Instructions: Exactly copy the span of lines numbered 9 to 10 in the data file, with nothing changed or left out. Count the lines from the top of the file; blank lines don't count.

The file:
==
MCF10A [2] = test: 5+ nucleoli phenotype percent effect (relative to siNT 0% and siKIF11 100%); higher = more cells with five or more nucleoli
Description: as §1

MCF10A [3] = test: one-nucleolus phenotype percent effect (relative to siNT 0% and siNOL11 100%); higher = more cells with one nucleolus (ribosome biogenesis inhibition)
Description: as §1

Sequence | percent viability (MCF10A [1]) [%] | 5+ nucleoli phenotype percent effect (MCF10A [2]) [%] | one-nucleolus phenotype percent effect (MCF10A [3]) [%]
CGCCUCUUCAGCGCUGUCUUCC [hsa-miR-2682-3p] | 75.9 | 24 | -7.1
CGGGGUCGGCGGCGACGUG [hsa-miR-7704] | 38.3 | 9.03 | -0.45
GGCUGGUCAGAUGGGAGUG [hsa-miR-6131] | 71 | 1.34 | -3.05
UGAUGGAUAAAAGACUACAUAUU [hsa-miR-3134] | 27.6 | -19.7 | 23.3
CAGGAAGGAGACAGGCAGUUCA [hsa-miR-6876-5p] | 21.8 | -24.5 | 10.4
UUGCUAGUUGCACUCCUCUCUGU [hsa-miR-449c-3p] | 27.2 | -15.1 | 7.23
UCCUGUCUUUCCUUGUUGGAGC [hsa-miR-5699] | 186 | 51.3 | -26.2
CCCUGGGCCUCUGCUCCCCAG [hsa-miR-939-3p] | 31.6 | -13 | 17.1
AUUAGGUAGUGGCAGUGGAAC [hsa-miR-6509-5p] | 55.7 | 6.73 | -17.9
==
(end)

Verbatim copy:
UGAUGGAUAAAAGACUACAUAUU [hsa-miR-3134] | 27.6 | -19.7 | 23.3
CAGGAAGGAGACAGGCAGUUCA [hsa-miR-6876-5p] | 21.8 | -24.5 | 10.4